Wisconsin delays shipping proposal for crude oil via Great Lakes

SUPERIOR, WI—A collective sigh of relief could be heard rising from Great Lakes environmentalists and conservationists with the news that the Wisconsin Department of Natural Resources has rejected an application by Elkhorn Industries to repair 700 feet of docks in the small Wisconsin community of Superior. The dock repairs were part of a plan to expand shipping of Bakken shale crude and Canadian tar sands across the Great Lakes to refineries in the American midwest and eastern Canada.

“We are heartened that the Wisconsin government has listened to the local community as well as communities around the Great Lakes,” said Maude Barlow, national chairperson of the Council of Canadians. “The ministry is doing the right thing by pressing pause on this bigger project to ask more questions about the plan to ship tar sands and fracked oil through the Great Lakes.”

The rejection comes on the heels of news that Calumet Specialty Products LP had temporarily suspended plans to construct a terminal near its Superior refinery to ship crude due to a lack of investment partners. The word ‘temporarily’ comes into play as the corporation is still reportedly seeking the necessary permits.

“The fight to protect the Great Lakes from irresponsible and short-sighted oil projects is far from over,” said Emma Lui, water campaigner with the Council of Canadians. “Calumet’s oil barge dock is on the radar of US, indigenous and Canadian groups and communities and Calumet can expect a lot of noise if it tries to push this plan through.”

Nevertheless the issue is likely to stay live over the long term as the cost benefit analysis is highly favourable to the shipping route over rail and the battle over pipelines continues to drag its way through hearings and the courts. Estimates of the cost differentials are $3.50 a barrel to ship on the Great Lakes compared to as much as nine dollars a barrel to ship by rail.

Shipping oil on the Great Lakes is not new, with more than 3.7 million tons travelling out of US ports in 2010 and even more moving between Canadian ports, particularly Thunder Bay. Massive 400-foot-long barges, each capable of hauling 118,000 barrels of heavy oil products, are a nightmare for water guardians like Mike Wilton, founder of Algonquin Eco watch, who expressed surprise at the news of the plan.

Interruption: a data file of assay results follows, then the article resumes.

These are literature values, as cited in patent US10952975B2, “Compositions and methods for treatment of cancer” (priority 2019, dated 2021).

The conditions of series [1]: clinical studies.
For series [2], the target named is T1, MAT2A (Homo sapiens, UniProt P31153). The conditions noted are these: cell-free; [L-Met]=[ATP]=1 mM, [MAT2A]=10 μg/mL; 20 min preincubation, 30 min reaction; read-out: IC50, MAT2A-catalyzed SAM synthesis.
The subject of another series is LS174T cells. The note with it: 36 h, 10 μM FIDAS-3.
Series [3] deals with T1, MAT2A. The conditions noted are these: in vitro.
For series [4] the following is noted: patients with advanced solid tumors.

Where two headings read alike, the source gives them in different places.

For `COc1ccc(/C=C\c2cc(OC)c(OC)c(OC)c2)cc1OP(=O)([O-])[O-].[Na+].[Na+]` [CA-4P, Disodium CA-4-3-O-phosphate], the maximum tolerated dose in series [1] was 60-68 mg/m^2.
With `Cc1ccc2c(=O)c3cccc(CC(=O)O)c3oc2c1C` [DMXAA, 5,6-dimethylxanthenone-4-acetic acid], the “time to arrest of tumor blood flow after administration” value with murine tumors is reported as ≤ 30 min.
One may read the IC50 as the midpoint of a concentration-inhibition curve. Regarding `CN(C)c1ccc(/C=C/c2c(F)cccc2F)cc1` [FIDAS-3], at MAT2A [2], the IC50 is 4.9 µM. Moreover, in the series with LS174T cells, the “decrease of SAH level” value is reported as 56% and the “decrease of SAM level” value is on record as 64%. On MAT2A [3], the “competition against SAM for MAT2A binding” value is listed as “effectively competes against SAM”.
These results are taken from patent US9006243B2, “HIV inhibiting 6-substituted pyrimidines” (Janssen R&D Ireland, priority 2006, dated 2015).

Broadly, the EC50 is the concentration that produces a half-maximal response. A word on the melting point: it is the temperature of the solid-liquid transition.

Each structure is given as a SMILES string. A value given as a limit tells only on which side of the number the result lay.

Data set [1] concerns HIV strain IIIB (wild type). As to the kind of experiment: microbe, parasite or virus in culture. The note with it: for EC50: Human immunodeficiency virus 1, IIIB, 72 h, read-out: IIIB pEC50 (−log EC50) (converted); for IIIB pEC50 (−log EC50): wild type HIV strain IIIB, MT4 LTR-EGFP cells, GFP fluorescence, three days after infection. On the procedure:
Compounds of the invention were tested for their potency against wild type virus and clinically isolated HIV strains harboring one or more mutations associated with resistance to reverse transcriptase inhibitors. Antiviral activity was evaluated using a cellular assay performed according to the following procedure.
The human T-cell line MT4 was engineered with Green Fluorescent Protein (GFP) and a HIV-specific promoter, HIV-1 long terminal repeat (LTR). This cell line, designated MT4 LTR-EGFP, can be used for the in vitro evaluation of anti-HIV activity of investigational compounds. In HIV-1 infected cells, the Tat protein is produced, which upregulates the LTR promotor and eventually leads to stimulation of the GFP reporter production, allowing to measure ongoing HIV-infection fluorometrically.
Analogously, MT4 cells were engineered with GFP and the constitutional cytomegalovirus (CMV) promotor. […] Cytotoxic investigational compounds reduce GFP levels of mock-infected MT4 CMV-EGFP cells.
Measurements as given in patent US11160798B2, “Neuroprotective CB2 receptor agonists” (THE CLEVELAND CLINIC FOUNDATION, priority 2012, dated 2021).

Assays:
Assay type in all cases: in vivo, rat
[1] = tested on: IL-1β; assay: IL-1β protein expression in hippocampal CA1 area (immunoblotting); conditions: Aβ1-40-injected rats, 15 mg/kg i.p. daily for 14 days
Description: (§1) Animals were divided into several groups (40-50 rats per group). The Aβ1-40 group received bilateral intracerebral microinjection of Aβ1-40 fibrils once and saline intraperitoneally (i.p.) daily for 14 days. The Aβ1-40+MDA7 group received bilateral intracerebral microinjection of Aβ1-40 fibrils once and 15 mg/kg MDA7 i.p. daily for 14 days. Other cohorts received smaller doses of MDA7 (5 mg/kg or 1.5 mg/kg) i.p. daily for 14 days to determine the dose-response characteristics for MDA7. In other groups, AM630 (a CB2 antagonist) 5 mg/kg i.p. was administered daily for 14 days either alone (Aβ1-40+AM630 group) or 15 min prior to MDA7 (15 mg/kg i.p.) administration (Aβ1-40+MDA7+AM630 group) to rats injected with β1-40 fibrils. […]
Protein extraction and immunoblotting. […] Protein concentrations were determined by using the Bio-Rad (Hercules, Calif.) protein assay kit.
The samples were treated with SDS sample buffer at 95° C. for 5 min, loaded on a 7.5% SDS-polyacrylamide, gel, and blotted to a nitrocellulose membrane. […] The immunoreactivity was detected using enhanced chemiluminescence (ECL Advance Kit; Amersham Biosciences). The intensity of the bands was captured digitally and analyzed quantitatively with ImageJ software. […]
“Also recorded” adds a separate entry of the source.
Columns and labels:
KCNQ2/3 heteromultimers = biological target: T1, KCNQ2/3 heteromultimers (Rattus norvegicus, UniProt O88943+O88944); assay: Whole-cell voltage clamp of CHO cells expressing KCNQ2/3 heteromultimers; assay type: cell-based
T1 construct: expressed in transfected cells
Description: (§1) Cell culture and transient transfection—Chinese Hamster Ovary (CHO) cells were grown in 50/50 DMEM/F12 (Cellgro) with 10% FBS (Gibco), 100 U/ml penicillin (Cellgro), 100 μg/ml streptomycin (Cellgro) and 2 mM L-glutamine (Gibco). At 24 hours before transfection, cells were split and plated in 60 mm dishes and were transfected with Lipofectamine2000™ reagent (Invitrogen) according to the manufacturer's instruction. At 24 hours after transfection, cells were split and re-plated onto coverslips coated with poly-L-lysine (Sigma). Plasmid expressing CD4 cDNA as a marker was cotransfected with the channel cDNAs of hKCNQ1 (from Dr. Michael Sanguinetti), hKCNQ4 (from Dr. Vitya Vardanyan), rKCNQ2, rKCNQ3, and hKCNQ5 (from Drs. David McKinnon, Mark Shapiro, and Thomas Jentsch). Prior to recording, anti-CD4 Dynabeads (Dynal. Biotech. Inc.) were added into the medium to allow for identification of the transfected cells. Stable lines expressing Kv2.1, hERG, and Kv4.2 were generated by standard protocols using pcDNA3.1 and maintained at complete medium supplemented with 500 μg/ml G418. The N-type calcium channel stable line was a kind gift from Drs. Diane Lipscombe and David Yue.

“It just seems to be coming at us from all directions,” said Mr. Wilton, who described the news of the rejected dock plans as “good news out of the blue.”

“We are at a crossroads now, with companies starting to seek permits for new oil terminals,” said Lyman Welch, director of the Alliance for Great Lakes Water Quality, in a press release. “Before our region starts sinking money into shipping terminals for the Great Lakes, our task should be to ask ‘if’ rather than ‘when.’”

“That is the problem that keeps cropping up,” agreed Mr. Wilton, referencing the current federal government approach to tar sand development. “Development takes place before research. That is backward.”

The issue is compounded on both sides of the border. A report by the Alliance for the Great Lakes, ‘Oil and Water: Tar sands crude shipping meets the Great Lakes?’ describes the regulatory regime in the US as ‘Wild West-like.’ “The prospect of tar sands shipping on the Great Lakes gives rise to fundamental social and economic questions about whether moving crude oil by vessel across the world’s single largest surface freshwater system is a venture this region wants to embrace, despite its known risks,” reads the report. The report cites industry speculation on the probable destination of the crude travelling from Wisconsin. “Industry observers and consultants speculate this crude could travel from Wisconsin across Lake Superior to Lake Michigan and on to refineries in Whiting, Indiana, Lemont, Illinois and possibly Detroit Michigan near Lake Erie. Other potential destinations include Sarnia on Lake Huron or even an east coast refinery.

The pressure building up behind a sea of processed heavy oil out of the tar sands of Alberta as delays to the Keystone pipeline and Enbridge’s Alberta Clipper/Line 67 bottleneck the flow, has the industry casting for viable means to move the product to available refineries.

Michael Erskine